Decorating Your Aquarium
Decorations are not a required component of a successful tank. However, they will add significantly to your tank’s aesthetic appeal and can provide a sense of security for your fish by creating hiding places. The choices are endless, including live or fake plants, real or fake rocks, and a huge variety of molded ornaments of structures like castles and treasure chests. Check with our staff to make sure any wood or rocks you use are safe for the type of tank you have and will not have negative effects on the tank.
Most fish do not require a substrate. It is more for aesthetic appeal than anything else, but many hobbyists choose to use it in their tanks. Gravel is the substrate most commonly used. It is available in a variety of shapes, sizes, and colors. Medium-sized gravel is generally best, although smaller gravel can look great in a planted tank. Large gravel can be disastrous, as it can leave spaces that will trap food, waste, and even small fish.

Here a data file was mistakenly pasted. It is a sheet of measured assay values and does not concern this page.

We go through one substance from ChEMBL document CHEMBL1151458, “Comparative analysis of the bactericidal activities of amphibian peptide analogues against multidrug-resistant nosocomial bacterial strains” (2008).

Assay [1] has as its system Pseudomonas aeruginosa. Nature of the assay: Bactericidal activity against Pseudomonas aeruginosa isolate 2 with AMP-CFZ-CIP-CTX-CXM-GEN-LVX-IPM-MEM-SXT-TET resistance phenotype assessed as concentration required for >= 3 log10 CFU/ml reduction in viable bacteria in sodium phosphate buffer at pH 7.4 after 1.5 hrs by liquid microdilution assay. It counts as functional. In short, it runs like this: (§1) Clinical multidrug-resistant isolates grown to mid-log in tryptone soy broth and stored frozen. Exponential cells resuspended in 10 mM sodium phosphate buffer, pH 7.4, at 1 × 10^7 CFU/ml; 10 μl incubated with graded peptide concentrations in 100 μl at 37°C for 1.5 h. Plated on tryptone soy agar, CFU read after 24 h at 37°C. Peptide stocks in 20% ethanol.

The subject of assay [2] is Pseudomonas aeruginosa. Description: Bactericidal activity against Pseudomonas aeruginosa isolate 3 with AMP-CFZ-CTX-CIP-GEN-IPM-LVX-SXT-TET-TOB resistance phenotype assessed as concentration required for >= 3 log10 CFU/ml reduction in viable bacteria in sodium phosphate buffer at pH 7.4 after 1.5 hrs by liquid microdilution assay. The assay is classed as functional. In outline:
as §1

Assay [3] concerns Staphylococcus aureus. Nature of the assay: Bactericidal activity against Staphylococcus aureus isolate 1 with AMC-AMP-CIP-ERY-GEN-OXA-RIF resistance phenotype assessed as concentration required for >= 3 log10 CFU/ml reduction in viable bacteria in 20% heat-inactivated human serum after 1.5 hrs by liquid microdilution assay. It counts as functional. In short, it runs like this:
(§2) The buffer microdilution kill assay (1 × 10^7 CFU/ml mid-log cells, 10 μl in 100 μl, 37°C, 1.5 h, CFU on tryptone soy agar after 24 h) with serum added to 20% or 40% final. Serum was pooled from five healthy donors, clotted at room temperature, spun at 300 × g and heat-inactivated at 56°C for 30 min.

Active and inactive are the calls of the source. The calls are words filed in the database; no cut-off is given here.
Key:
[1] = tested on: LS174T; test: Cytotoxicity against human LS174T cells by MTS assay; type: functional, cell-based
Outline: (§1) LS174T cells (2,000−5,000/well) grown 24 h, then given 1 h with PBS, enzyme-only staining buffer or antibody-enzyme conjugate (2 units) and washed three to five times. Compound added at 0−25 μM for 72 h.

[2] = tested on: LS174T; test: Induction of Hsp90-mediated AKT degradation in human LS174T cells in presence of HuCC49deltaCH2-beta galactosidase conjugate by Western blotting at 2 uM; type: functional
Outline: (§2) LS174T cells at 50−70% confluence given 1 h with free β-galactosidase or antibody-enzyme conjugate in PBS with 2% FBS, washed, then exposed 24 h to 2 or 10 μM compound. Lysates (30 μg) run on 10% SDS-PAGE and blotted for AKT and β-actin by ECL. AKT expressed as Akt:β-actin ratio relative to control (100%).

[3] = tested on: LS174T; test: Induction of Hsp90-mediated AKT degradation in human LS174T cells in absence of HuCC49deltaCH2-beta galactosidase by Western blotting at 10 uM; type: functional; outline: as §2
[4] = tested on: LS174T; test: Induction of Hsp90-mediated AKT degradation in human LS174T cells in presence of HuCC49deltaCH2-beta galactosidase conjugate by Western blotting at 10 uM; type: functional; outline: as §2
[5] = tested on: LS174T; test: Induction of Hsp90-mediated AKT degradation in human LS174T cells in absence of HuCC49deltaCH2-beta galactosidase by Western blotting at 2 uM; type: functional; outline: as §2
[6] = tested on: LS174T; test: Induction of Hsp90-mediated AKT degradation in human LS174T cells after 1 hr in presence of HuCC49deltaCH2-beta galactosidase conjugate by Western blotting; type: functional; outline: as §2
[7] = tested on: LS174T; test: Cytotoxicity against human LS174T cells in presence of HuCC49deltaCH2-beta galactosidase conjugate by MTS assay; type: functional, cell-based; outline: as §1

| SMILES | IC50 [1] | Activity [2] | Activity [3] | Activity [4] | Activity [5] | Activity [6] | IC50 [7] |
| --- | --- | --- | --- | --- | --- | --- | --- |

Decorative Aquarium Stones
Although many commercially-gathered stones are available for your aquarium, you can also collect them yourself. Among the stones safe for use in aquariums are natural lava rock, natural slate, natural quartz, natural river rock and petrified wood. Be sure to boil collected rocks for an hour before placing them in your tank.
Natural driftwood is another decoration that can add character to an aquarium. You can catch it on the bottom of the lake while fishing or find it along rivers and streams. Your local aquarium shop will have several types of exotic imported and artificial driftwood available.
Technology has made artifical plants more lifelike than many live plants ... and they are certainly easier to keep alive. When selecting artificial plants choose plants of varying heights, leaf shapes, and colors. Use tall plants to hide lift tubes and heaters. Place a couple of medium height plants in the middle of the tank, and and use the short ones for accenting rocks and driftwood. Image background plants clip to the top of your tank and cascade downward.
The suitability of ceramic objects as aquarium ornaments is sometimes debated amongst fish enthusiasts. The truth is that some ceramic ornaments are perfectly safe while others leach fish toxic heavy metals as the glaze dissolves.
Cleaning your Tank Decorations
Eventually you'll need to remove all of your decorations to clean them. Over time brown or green algae may grow on your aquarium decorations. Fine-leaved artificial plants seem to be a "catch all" for left over food particles and debris.